Keeping Sharp: A Legacy of Love

Sparks fly, knives are sharpened

This article won second place at the OWFI Conference, May 2011

Sharpening stone with man working on knife.

Sparks fly in 39-year-old Johnny Harper’s workshop while he deftly guides a lawn mower blade along a grinding wheel. Standing on a concrete block Harper wears safety glasses and welding gloves to do the precise work. He is a small, shy man with an engaging smile.

Harper’s Sharpening Service in Gillis, Louisiana is a busy place. The workshop sits behind the sixty-year-old home once belonging to Harper’s grandparents. He and his wife, Melanie, share the home. Rose bushes and azaleas add blasts of color to the side of the building.

Antique tools dominate spaces between the studs along the unfinished walls. A “new” manual grinding wheel dated 1883 sits on the floor. It is a gift from a customer who found it in his barn. Harper displays the wheel and explains how sharpeners in the 19th century would drive around the countryside offering to sharpen tools for a small fee or a meal. Except for a band-saw and belt sander all of the tools Harper uses on a daily basis belonged to his grandfather.

A workbench covered in fine metal shavings and dust sits along one wall, a black rotary dial telephone complete with a snake like coiling cord, dominates one corner of the bench. Two antique switchboard operator chairs are available if Harper has an opportunity to sit down. The telephone and chairs are testimony to the many years Harper’s grandfather worked for Bell South.

The sharpening business began as a hobby by Harper’s grandfather. Johnny Harper shares early memories of “watching PaPa sharpen tools and socialize with his customers and friends. PaPa could talk a squirrel out of a tree.” It is clear that he admired, respected, and emulated his beloved grandfather. “PaPa was a true man, full of love and pride for his family. He taught me to live a Christian life.” Harper explains with tears in his eyes. He misses his grandfather who died in November, 1999.

Harper was seven years old the first time he sharpened anything in the workshop. He had a chain saw specifically altered for his size. He was helping his grandfather and others clear some trees and brush. The blade on his saw quickly dulled. Young Johnny took the saw to his grandfather and asked for a new chain. He remembers his grandfather saying “if you’re old enough to use a chain saw you’re old enough to sharpen the chain.” He discovered he had the knack to restore dull tools. On the job training, hard work, and frustration shaped the man Harper is today.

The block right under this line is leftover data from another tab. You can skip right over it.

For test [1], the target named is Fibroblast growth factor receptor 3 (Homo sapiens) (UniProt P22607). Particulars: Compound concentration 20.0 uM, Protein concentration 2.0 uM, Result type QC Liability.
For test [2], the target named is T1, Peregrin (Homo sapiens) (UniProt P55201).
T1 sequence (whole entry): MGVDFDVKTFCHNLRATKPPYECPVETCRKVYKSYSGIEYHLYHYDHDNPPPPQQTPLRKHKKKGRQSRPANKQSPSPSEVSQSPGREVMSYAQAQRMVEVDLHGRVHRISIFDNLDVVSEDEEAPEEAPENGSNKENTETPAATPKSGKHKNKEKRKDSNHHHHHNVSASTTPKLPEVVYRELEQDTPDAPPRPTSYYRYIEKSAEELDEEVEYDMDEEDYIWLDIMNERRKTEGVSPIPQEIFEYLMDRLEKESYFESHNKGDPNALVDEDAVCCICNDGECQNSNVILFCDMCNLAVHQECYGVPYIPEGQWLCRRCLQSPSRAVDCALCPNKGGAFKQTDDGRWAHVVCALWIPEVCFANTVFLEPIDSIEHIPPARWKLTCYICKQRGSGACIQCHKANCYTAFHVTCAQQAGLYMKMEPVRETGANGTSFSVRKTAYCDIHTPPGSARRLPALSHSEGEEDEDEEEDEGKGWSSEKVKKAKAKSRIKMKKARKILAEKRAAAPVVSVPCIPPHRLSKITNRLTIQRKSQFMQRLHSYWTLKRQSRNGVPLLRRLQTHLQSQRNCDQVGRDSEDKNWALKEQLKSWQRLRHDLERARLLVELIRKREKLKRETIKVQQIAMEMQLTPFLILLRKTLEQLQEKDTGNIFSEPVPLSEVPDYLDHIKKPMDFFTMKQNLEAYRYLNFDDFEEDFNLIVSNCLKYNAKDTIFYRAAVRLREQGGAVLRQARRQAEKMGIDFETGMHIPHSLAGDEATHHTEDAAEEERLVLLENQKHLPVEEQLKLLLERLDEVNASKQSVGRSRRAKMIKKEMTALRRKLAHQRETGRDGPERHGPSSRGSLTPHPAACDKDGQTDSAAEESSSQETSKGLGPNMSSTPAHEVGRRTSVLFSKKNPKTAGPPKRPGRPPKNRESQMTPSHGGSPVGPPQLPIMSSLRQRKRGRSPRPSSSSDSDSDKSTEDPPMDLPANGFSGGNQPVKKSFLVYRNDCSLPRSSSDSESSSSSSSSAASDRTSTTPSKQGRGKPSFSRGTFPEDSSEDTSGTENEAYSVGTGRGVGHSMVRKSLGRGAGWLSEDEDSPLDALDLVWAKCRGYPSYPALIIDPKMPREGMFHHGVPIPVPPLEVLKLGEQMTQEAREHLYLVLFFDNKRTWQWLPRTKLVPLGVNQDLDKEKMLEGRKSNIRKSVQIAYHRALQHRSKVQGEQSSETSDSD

Chain saw blades, hand saws, lawn mower blades, Skil-Saw blades, kitchen knives, scissors, swords, and multitudes of other items are routinely restored by Harper and his wife.

The machines have to be adjusted for angles, bevels, and spacing. Having a mathematical mind is helpful he admits. Asked what is the most difficult thing to sharpen received a quick reply. “Hand saws because of the need for precision since the teeth of the saw are so closely spaced. Sharpening hand saws was the last thing PaPa taught me.”

The most unusual thing Harper was asked to sharpen was an inexpensive manual can opener from a man’s tackle box. After it was sharpened to “like new” the man’s wife took the can opener for her kitchen leaving her dull one in his tackle box.”

Following Hurricane Rita, Harper and Melanie worked sixteen-hour days for more than a month sharpening endless chain saw blades. Just after the hurricane they had no generator and had to turn people away. A UPS driver came by to have something sharpened. He was turned away. Less than two hours later the same man returned with a generator donated from a local church. During that time of crisis Harper didn’t charge to sharpen tools. “I just couldn’t, everyone was hurting so bad.” Many customers left donations.

Grinding wheel and knife sharpener
Knife sharpener and hand with blade on wooden table, closeup

Johnny and Melanie Harper work together. She is a teacher at Gillis. They love God and live a humble Christian life.

Harper’s Sharpening Service has a great deal of business. Their customers come via word of mouth.  His customers are loyal because of who he is, not just for his top-notch work. “I can sharpen anything but a man’s mind,” says Harper. This author thinks he can probably sharpen a man’s mind as well. His story is more than that of a man with a unique skill. It is one of legacy and love.

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